Capodimonte Cup & Saucer, Meissen Style, C.1740-45

I have been pursuing porcelain beauty for 45 years and it is a never ending project of discovery and delight.  I purchased a cup and saucer recently for research.  It isn’t often I come across a mark or porcelain that doesn’t look or feel like anything I have ever had before.  My curiosity was driving me for days to identify this obviously 18th century piece.  It looks so “Meissen-like” but in all my years I had never felt a piece of porcelain so thin and waxen to the touch.  The color was strange almost as if it had a coat of light varnish on it. I compared it to parchment. If you have never had a piece or never seen a mark it can be very difficult to get a handle on the situation.  The mark had a little resemblance to some Russian marks.  But it was not exact. Then I dragged my 10 pound “Marks & Monograms of European & Oriental Porcelain”  by Chaffers up from the basement.  I just started paging through the countries and in a short time I found the mark I had been looking for.  It is one of the earliest marks used by the Capodimonte factory which was founded in 1736 by Charles III.  Refining the porcelain and decoration at such an early stage in the factory’s development  meant either the finest artisans had been employed to make such an exquisite copy of Meissen or they had actually convinced a Meissen artist to leave his post and come work for them.  I am happy to report that there are more challenges ahead and mysteries to solve.  This was a never again moment for me I wanted to share.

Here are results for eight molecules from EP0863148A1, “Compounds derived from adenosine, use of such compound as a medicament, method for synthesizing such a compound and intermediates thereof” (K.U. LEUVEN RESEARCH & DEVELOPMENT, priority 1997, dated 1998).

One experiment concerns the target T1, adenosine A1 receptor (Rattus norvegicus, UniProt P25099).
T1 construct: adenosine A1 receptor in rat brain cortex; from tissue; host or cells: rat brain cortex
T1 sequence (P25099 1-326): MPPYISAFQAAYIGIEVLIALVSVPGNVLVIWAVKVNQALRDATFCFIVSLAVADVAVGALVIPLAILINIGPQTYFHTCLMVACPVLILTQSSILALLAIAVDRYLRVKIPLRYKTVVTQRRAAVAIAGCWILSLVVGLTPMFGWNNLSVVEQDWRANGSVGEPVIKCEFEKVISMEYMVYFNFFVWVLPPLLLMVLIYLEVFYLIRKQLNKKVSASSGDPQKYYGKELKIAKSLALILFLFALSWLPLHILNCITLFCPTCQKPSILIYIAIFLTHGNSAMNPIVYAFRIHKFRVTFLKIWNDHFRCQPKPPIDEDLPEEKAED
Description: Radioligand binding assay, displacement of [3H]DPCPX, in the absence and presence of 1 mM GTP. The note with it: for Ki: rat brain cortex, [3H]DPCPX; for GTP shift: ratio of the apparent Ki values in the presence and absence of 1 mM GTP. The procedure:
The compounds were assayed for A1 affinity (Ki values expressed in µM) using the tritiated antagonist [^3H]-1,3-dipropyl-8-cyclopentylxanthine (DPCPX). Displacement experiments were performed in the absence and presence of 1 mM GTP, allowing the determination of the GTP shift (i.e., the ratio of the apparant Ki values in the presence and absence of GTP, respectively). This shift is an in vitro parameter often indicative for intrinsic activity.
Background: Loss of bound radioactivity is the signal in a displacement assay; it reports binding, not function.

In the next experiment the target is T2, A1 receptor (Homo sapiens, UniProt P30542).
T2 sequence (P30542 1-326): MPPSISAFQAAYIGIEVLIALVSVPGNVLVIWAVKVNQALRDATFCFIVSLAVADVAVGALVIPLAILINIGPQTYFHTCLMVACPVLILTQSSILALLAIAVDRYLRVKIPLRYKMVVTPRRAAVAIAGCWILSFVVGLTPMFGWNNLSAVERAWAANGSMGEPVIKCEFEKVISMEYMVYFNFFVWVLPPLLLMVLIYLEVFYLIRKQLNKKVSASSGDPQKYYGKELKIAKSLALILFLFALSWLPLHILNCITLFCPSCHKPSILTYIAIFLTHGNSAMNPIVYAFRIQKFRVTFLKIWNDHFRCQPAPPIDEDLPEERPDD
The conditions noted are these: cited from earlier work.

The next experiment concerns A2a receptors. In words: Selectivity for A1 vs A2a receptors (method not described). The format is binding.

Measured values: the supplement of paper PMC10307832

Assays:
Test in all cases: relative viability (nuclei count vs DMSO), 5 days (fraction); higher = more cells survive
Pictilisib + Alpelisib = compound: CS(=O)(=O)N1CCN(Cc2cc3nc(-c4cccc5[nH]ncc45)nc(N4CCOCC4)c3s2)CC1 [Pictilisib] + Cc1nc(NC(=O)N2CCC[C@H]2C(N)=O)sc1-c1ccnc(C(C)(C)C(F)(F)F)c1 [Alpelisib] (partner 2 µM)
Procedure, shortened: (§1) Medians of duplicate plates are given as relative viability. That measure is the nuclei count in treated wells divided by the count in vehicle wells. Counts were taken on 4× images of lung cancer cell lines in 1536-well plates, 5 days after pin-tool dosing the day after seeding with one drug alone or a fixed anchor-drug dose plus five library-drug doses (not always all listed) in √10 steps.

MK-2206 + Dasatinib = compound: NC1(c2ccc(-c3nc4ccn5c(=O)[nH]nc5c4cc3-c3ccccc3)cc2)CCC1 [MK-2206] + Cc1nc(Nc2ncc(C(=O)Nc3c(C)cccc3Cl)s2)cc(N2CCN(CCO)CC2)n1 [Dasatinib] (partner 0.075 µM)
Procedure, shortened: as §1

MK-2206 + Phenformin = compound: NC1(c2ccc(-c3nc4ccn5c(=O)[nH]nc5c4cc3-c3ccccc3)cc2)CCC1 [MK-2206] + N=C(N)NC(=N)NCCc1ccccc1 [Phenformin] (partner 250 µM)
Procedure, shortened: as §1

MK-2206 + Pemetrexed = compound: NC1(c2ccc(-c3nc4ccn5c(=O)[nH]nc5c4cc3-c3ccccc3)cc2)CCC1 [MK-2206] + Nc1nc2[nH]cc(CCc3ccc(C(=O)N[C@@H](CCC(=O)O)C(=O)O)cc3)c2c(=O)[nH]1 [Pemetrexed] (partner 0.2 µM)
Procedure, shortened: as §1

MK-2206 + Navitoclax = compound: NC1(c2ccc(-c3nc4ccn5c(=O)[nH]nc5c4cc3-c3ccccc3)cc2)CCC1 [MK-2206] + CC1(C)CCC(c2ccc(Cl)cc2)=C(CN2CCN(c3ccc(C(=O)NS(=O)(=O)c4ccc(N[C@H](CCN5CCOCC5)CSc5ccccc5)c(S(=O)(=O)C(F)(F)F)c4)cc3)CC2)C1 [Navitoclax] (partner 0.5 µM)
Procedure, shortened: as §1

The 18th C. Meissen example from which this Capodimonte cup and saucer was modeled.

The 18th C. Meissen example from which this Capodimonte cup and saucer was modeled.